There’s no glamour inside the stripped-down Steinbach Ballroom at the Berkeley Oceanfront Hotel in Asbury Park, New Jersey. Instead, the squat room is white-washed, narrow, and only half-filled with putrid salmon-pink chairs lined up in short rows. Only five or six bodies fill each row for Asbury Park Comic Con’s 3pm panel, “Graphic Novels and the Indie Perspective.” A stale smell pervades as the panelists shift in their seats perched on a slap-dash stage, eyes flicking across the small crowd as the moderator, appointed as a replacement at the last minute, scratches briefly at a notepad.
But the bodies whose collected odors contributed to the room’s pungency that afternoon belonged not to the colorfully clad X-Men fans (males, ages 8 to always). They were the die-hards, the artistes, the believers who closely follow the uber-personal, awkward, and just downright weird shit Brown and his fellow panelists have been contributing to the indie comic world throughout their patchwork careers. In other words, the nerd’s nerds.
Aside from Brown, whose upcoming Andre The Giant graphic novel just made my wish list, the diverse indie panel consisted of Andrew Aydin, co-author of civil rights memoir MARCH: Book One, Miss Lasko-Gross, most known for her autobiographical work, and Charles Forsman, Oily Comics publisher and cartoonist who achieved some notoriety for his graphic novel, The End of the Fucking World, last year.
“’Indie,’” Brown noted with finger-quotes applied, “has become a catch-all term for anyone that’s pursuing their own vision. It means I can create whatever ridiculous stupid thing I feel like doing.”
“Yeah, I had that moment of realization when I was drawing myself unclogging a toilet with my hand,” Lasko-Gross noted with a laugh.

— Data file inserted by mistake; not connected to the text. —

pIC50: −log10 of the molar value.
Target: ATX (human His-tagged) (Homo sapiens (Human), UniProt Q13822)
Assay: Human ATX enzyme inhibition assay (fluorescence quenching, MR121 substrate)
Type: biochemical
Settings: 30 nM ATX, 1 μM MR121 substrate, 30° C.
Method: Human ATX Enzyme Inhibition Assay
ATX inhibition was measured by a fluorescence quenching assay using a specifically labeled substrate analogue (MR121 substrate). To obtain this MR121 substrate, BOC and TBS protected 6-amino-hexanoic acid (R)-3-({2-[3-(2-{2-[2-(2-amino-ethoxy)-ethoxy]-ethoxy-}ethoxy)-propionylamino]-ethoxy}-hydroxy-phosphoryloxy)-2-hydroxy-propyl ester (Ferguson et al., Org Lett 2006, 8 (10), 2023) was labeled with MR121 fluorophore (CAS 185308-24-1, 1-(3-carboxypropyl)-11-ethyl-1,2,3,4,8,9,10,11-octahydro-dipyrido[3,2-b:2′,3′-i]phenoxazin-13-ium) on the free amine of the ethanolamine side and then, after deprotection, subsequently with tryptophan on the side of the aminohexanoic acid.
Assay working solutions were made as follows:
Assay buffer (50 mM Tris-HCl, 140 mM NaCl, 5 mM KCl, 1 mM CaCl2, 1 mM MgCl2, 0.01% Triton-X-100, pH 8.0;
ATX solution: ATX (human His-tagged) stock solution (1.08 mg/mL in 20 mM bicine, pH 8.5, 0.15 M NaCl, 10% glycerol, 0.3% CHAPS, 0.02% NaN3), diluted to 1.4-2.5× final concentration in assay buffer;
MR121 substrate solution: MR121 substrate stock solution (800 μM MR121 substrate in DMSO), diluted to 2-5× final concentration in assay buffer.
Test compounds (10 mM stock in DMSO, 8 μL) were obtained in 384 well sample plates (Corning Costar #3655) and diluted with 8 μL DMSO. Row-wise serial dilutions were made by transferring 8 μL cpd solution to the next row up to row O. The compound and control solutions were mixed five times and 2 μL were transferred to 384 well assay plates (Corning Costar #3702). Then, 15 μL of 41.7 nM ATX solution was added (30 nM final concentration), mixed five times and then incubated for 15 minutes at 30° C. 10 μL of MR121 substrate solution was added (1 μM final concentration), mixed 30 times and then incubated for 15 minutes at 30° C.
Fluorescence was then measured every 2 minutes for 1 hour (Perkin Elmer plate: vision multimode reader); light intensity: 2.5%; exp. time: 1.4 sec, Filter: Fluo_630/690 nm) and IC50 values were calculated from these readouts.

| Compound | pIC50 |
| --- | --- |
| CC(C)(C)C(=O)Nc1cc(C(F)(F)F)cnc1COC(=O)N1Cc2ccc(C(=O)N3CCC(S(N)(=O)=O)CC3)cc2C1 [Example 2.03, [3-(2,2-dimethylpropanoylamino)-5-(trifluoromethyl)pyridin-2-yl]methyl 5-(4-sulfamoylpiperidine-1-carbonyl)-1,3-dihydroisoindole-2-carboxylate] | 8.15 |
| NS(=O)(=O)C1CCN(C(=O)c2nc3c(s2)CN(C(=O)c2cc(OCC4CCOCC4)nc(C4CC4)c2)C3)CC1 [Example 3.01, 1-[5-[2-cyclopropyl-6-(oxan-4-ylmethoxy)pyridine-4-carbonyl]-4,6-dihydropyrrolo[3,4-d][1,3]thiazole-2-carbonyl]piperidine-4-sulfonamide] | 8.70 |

“There’s something wrong with my brain,” Forsman added. “I can only do what I do.” As the loosely led conversation bounced from the obvious “why indie” into tangents about Kickstarter and the pain of postage before turning to the panelists’ relationship to superheroes, Miss was destined to bring up the inevitable: the representation of women in the comic book world.
As Miss described her ideal woman character at the request of an audience member, Box quipped, “It’s like they’re a person… but also a woman” to hearty chuckles from the comic choir.
The chuckles climbed at the following panel, “The Neat Stuff in the Mind of Peter Bagge”, a one-on-one conversation between two older folk. One was the infamous talent behind grunge-era Neat Stuff and HATE comics who also had a toe in PUNK magazine and Weirdo, R. Crumb’s lowbrow answer to Art Spiegelman’s highbrow Raw, and the other an adorable, shiny-domed moderator who did his best to interrupt Bagge’s motor-mouth ramblings to maintain some semblance of order and control.
Speaking of his days at School of Visuals Arts (SVA), then just blossoming into a hotbed of burgeoning comic talent, Bagge said, “It was hard to find a teacher that would actually teach you skills. There was a weird hippie, anti-skill movement going on.” But his teachers weren’t clued into what the kids were hip to: the punk movement.
“People were giving up art and starting bands,” Bagge remembers. “And those of us still involved in art were into making visuals that matched the punk vibe.”
“There was freedom in creating a form of art that wasn’t taken seriously,” Bagge said. “You could do whatever you want and fly under the radar. Art Spiegelman used Raw to argue that comics were art and should be taken seriously. And he won the war. I saw him recently at a conference and he was getting nostalgic, saying he missed the time when comics weren’t taken seriously—HA! I was thinking, ‘YOU ADMIT YOU RUINED EVERYTHING!’”
On the other side of the art argument, Bagge worked with Crumb on Weirdo, which was literally made up of art submitted by mental patients, prison inmates, and bums. Inspired by doodle sessions with his wife and roommate, Bagge launched his first title, Neat Stuff, in 1985 and started to pen the first few stories about The Bradleys—characters that would continue through to the present day (as long as Bagge keeps up with HATE annuals and new episodes embedded in collections of his work).
“No one seemed to think Meet The Bradleys was funny, but I did, so I kept going with it,” Bagge said.
The Bradleys and a number of Bagge’s other characters or stories “are always optioned, sometimes in development” and never quite make it to the screen—a process Bagge calls a “golden welfare check.” Recently, Will Smith’s production company was one of the contenders. Bagge was even contracted to write a pilot episode. But when the project hit Smith’s desk, he nixed it. “I got $50,000 of Will Smith’s money, and then Will Smith basically told me not to earn it. I love Will Smith!” Bagge cracked with a laugh.